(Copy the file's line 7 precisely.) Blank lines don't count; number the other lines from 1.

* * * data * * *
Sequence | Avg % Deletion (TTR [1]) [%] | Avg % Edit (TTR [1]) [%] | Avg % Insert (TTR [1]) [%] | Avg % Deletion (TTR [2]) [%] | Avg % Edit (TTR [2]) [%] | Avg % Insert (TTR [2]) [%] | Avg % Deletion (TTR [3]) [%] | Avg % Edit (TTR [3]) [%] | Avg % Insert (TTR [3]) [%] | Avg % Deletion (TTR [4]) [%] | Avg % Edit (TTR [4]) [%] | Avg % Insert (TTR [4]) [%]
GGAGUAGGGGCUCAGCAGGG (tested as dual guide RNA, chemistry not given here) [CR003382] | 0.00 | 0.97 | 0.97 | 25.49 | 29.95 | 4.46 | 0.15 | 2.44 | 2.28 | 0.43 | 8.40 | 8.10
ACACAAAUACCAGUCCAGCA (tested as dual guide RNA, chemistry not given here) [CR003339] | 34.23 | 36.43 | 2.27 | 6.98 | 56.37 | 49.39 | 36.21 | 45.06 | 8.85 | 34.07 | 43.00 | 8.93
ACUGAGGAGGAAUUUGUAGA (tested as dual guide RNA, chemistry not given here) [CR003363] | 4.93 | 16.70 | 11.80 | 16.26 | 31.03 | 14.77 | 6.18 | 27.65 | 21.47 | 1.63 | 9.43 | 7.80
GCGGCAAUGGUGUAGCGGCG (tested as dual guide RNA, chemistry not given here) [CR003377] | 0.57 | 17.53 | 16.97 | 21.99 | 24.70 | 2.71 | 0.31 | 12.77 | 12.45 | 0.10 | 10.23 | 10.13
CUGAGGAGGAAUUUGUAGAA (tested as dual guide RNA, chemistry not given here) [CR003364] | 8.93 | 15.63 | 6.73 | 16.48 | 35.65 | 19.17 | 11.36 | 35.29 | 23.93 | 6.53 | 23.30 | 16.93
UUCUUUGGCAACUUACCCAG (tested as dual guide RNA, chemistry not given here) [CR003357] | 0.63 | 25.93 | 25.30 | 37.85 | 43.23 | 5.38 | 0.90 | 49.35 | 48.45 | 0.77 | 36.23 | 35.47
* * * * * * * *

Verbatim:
UUCUUUGGCAACUUACCCAG (tested as dual guide RNA, chemistry not given here) [CR003357] | 0.63 | 25.93 | 25.30 | 37.85 | 43.23 | 5.38 | 0.90 | 49.35 | 48.45 | 0.77 | 36.23 | 35.47